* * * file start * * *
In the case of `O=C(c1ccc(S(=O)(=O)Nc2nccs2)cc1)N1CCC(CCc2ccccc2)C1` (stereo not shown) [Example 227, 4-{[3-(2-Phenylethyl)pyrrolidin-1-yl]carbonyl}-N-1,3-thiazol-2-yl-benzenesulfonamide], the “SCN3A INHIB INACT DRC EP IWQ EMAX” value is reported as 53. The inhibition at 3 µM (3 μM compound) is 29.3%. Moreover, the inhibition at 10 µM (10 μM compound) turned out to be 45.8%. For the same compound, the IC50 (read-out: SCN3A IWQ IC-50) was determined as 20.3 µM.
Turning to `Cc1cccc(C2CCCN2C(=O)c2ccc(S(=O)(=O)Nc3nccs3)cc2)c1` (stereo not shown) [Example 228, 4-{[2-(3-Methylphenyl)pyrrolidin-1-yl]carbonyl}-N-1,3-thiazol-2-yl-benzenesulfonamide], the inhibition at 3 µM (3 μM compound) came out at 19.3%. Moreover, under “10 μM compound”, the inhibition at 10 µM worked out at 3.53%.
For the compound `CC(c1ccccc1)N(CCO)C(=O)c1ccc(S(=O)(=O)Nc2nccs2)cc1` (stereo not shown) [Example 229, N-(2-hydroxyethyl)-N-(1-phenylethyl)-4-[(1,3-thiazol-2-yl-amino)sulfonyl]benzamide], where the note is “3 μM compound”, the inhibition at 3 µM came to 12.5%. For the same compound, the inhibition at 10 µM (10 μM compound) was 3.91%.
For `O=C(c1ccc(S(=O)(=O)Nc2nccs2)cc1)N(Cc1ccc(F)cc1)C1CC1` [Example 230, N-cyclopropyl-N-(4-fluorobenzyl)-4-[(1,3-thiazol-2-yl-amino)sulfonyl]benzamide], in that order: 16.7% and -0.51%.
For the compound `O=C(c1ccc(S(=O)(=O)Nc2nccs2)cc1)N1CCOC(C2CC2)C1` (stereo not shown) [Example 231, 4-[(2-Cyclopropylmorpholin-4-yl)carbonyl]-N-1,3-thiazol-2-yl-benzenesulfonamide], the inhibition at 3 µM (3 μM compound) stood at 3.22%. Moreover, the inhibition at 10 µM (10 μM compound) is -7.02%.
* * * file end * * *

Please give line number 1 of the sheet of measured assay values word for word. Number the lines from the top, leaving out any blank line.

In the case of `O=C(c1ccc(S(=O)(=O)Nc2nccs2)cc1)N1CCC(CCc2ccccc2)C1` (stereo not shown) [Example 227, 4-{[3-(2-Phenylethyl)pyrrolidin-1-yl]carbonyl}-N-1,3-thiazol-2-yl-benzenesulfonamide], the “SCN3A INHIB INACT DRC EP IWQ EMAX” value is reported as 53. The inhibition at 3 µM (3 μM compound) is 29.3%. Moreover, the inhibition at 10 µM (10 μM compound) turned out to be 45.8%. For the same compound, the IC50 (read-out: SCN3A IWQ IC-50) was determined as 20.3 µM.